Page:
Hormone Replacement Therapy

In the summer of 2002, prescribing physicians and menopausal hormone users were turned upside down with the media blitz over the publication of the Women’s Health Initiative (WHI) findings.  The study was terminated early due to the apparent risk to women using the synthetic estrogen and progestin combination known as Prempro.  Women’s concerns about hormone use increased sharply following the early termination of the study.  As a result of the wide media coverage it was estimated up to 50 percent of hormone users stopped using them.

Many clinicians, not understanding the methodology of the study, advised their patients to discontinue hormone therapy.  Many of us in alternative medicine and those in support of natural health care rejoiced at the findings with a kind of “I told you so” attitude.  At issue was a long standing mistrust of the pharmaceutical industry and the over zealous prescribing of horse urine estrogen which is clearly not the same hormone that is in a women’s body.

This panic was unfortunate and unnecessary.  The information initially provided was premature and misrepresented.  The study itself was poorly designed.  However, over time and with greater scrutiny the findings yielded more balanced and relevant data.  The potential fallout from the initial interpretation could be millions of women who may never start HRT or who simply stopped taking their hormones prematurely, thus missing the opportunity to receive the benefits from proper prescribing and dosing.

Essentially, what we have learned from all studies to date is that Prempro (Premarin with Provera) is harmful and should not be taken.  The estrogen-only arms of these studies found no significant harm with estrogen alone; only when Provera (medroxyprogesterone) is added to it does it become harmful.  It should be emphasized that in the WHI, the study in the estrogen-only users was not stopped until February 2004 because they had o increase in either breast cancer or heart disease.

I believe it is critical that we understand the potential value of safe and effective hormone therapy, particularly in light of the availability of bioidentical hormones.  All of our body’s hormones are beneficial and provided maintenance of a healthy homeostasis.  It is only when we see a deterioration in our health and well-being.  Restoring these hormones to youthful levels seems appropriate and is supported scientifically.  There are those who would argue that menopause is a natural reflection of normal aging and perhaps we should allow women to simply grin and bare this natural transition into our latter years.  I would suggest that what we experience as menopause primarily in the Western world is not fully natural; rather hormonal change is greatly influenced by our diets, lifestyle, stress and the environment in which we live and work.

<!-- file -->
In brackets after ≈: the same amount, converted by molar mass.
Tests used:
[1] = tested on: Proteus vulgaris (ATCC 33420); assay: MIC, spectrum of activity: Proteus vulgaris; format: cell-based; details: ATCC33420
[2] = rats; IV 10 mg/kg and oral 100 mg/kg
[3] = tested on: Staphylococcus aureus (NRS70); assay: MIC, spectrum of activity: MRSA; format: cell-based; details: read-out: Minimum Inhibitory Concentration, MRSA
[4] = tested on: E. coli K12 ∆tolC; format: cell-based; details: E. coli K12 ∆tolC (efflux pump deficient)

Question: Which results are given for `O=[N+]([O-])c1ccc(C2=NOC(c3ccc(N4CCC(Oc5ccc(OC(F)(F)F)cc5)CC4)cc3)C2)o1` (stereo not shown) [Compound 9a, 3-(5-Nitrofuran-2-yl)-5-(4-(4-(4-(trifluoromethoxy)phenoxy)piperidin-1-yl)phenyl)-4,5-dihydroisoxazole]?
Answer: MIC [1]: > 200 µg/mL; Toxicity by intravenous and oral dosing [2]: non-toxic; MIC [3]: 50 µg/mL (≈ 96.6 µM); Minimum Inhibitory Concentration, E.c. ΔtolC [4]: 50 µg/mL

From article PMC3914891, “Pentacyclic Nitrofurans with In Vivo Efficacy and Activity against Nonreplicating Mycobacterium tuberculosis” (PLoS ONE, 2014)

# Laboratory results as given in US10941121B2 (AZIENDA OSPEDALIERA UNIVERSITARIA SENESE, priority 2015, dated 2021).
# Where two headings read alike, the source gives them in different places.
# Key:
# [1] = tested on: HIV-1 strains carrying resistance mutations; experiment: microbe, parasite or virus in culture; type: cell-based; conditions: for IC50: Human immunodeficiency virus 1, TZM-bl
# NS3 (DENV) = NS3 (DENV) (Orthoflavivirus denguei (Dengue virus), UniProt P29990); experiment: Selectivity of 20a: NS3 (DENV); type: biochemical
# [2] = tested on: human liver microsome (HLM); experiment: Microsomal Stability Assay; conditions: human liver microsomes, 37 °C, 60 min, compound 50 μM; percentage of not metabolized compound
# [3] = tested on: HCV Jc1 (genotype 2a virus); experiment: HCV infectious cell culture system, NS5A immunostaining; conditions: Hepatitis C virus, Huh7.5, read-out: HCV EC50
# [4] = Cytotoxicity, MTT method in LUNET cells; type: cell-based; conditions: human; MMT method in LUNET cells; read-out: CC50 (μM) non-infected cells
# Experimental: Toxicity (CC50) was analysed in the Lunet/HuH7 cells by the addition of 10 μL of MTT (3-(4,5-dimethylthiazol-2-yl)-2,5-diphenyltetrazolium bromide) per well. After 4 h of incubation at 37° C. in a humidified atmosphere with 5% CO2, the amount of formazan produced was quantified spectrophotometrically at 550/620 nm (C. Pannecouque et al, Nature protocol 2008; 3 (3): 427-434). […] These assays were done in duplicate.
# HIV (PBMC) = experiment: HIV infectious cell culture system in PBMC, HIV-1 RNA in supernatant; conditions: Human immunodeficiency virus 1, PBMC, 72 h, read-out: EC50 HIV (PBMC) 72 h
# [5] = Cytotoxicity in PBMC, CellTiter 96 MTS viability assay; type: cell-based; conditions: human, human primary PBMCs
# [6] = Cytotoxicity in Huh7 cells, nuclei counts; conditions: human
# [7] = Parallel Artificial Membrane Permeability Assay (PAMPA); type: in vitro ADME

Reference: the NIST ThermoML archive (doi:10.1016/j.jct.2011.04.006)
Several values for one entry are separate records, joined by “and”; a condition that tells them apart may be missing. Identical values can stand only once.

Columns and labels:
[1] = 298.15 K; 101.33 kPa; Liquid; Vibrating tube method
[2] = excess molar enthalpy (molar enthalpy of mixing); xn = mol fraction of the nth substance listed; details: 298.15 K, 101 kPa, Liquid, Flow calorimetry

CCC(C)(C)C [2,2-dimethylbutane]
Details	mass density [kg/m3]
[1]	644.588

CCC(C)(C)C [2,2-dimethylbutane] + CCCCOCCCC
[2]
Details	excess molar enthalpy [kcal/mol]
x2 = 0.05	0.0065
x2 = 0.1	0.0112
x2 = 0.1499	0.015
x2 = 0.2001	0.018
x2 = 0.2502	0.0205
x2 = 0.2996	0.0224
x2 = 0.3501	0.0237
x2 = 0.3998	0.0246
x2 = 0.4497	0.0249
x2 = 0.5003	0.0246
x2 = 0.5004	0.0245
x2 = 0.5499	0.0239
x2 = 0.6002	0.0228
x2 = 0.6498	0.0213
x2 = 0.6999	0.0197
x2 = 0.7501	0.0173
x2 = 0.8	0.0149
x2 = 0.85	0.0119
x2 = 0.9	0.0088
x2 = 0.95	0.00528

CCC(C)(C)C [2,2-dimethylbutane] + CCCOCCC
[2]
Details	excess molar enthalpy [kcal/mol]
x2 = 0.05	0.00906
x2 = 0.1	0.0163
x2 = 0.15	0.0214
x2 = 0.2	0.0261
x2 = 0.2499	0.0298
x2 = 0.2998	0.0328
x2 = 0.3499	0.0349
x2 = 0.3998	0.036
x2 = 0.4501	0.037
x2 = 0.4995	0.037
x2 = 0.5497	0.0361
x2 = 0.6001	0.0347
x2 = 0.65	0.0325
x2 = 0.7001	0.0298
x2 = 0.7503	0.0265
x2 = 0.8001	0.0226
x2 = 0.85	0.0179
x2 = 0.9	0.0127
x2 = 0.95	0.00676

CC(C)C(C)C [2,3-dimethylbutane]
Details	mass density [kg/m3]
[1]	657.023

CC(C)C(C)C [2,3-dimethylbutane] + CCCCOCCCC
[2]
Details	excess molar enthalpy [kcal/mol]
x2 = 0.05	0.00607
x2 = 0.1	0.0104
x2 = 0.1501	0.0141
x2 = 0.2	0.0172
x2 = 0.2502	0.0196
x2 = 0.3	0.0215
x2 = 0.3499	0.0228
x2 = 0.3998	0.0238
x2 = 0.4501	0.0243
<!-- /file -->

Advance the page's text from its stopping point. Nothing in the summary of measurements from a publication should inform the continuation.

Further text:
Certainly addressing those issues can help and benefit women with menopausal symptoms and long term health risks.  Some natural therapies can also help during the early transition years; acupuncture, herbs, massage and body work and some supplements.  But the reality is we are simply living longer and this is a relatively new phenomenon in the terms of human history.  With our new found longevity has come the risk of a variety of diseases, both physically and mentally.  We see these diseases, along with a variety of hormonal symptoms, picking up momentum as we age and as our hormones decline.  Clearly disease risk and mental decline is tied to declining hormone levels.  The outcome is not certain and surely varies from person to person.  It is why the most important piece of information we received from the WHI study is that “one size does not fie all.”  Hormone replacement therapy must be individually assessed and individually prescribed.  I believe it is important we not toss out the baby with the bath water.

After 30 years of clinical practice and research, I am convinced when the proper regimes and dosage are used there can be many benefits from hormone replacement.

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